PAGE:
Men with incurable prostate cancer halve their risk of death if given hormone therapy and radiotherapy, a new study found.
The longitudinal Nordic study found men given a combination of treatments halved the risk of patients dying from prostate cancer from 34 to 17 per cent over 15 years.
Their survival was prolonged by 2.4 years compared to those just receiving hormone therapy.
Prostate cancer is the most common cancer in British men with over 40,000 new cases diagnosed every year.
If diagnosed early the chances of survival are generally good.
Nine in ten men diagnosed with localised prostate cancer and locally-advanced prostate cancer known as Stage 1 and 2 will live at least five more years and 65 to 90 per cent will live for at least 10 more years.
If the cancer has spread from the prostate and may have grown into the tubes that carry semen, known as stage 3, there is a 70 to 80 per cent of chance of living for at least five more years.
But if the cancer is aggressive and spread into the lymph nodes or another part of the body there is only a 30 per cent chance of living for at least five more years.
Between two and three in ten men are diagnosed at this stage.
Hormone therapy does not cure the cancer but slows the progression of advanced prostate cancer and relieve symptoms.
Cancer cells need testosterone to grow so the therapy blocks the effects of testosterone.
This is done either by injections to stop the body making testosterone, called luteinising hormone-releasing hormone (LHRH) agonists, or tablets to block the effects or reduce the production of testosterone, called anti-androgen treatment.
Radiotherapy uses radiation to kill cancerous cells, curing localised and locally-advanced prostate cancer or slowing the progression of metastatic prostate cancer.
Professor Dr Anders Widmark said: “Before the turn of the century, it was tradition to castrate men with high-risk or aggressive local prostate cancer with no signs of spreading, as the disease at that point was thought to be incurable.
“When we published the first results of this study in the Lancet in 2009, we contributed to changing the attitude towards radiotherapy for older patients with advanced prostate cancer.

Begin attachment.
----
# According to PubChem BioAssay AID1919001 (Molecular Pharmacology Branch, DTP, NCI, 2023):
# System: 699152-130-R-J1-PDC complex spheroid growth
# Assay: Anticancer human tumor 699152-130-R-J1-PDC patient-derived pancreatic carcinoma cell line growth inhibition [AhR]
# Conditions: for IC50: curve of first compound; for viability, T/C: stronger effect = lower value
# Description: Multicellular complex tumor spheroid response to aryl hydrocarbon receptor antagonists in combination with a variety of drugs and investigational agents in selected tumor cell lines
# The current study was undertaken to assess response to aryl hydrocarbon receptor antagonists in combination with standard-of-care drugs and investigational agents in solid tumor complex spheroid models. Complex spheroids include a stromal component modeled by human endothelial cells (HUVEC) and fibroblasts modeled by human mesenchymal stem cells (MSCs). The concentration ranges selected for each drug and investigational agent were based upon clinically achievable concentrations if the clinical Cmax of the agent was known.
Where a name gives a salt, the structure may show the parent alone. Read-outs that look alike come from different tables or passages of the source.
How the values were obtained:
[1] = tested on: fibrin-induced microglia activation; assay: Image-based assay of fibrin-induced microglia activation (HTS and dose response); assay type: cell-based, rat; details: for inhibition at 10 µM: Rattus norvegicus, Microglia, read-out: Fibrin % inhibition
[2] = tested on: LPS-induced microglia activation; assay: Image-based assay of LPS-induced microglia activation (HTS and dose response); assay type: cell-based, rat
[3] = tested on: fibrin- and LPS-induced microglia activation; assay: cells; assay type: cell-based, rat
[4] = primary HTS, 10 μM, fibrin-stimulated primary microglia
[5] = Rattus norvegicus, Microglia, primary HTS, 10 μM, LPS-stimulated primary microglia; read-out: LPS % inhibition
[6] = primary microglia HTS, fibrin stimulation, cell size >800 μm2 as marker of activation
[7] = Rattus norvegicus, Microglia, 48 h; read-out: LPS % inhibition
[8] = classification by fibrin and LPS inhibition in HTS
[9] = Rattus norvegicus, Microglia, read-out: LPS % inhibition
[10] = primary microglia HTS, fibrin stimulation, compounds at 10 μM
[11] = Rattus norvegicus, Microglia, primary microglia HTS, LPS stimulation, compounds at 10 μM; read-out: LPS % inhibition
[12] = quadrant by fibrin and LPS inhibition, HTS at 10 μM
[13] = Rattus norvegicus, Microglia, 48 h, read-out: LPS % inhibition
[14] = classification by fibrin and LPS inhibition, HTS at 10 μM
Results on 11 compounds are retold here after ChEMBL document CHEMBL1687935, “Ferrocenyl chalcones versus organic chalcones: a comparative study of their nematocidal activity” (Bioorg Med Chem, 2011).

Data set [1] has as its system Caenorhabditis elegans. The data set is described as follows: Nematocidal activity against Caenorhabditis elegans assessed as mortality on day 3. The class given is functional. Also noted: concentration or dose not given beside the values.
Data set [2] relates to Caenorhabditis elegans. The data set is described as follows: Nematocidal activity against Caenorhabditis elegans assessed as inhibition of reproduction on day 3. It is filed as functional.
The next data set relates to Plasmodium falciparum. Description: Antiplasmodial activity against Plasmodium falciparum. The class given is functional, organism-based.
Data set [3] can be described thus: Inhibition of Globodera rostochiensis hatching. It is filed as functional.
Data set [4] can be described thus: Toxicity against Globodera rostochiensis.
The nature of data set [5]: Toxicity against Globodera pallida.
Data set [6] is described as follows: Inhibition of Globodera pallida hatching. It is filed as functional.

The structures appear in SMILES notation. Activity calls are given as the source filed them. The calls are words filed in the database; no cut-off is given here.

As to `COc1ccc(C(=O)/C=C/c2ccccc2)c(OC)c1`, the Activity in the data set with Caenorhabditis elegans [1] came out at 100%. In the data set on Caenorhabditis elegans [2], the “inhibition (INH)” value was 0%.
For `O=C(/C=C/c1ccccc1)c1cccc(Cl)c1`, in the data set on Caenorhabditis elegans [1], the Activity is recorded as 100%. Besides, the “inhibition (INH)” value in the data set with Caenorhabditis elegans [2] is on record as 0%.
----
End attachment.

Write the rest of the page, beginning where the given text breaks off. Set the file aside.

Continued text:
“In this follow-up study, we present even more evident results that clearly show how patients who previously were considered incurable, to a large extent can be cured and that these patients should therefore be offered radiotherapy as an additional treatment.”
The study published in European Urology compared a common Nordic pill-based hormone therapy with antiandrogen and the same treatment method with the addition of local radiotherapy.
It involved 875 patients treated for locally advanced prostate or aggressive prostate cancer at around 40 clinics in Sweden and Norway from 1996-2002 and then continued to follow the patients.
They were either given just hormone therapy or hormone therapy and radiotherapy.
Prof Anders added: “In patients with nonmetastatic locally advanced or aggressive prostate cancer, endocrine treatment and radiotherapy reduces the absolute risk of prostate cancer-specific death by 17 per cent at 15 years compared with endocrine treatment alone.
“The comparable 15 year prostate cancer-specific mortality rates being 17 per cent and 34 per cent.
“We are also in the process of evaluating how hormone therapy against prostate cancer affects the patients’ quality of life.
“We will publish that study shortly.”
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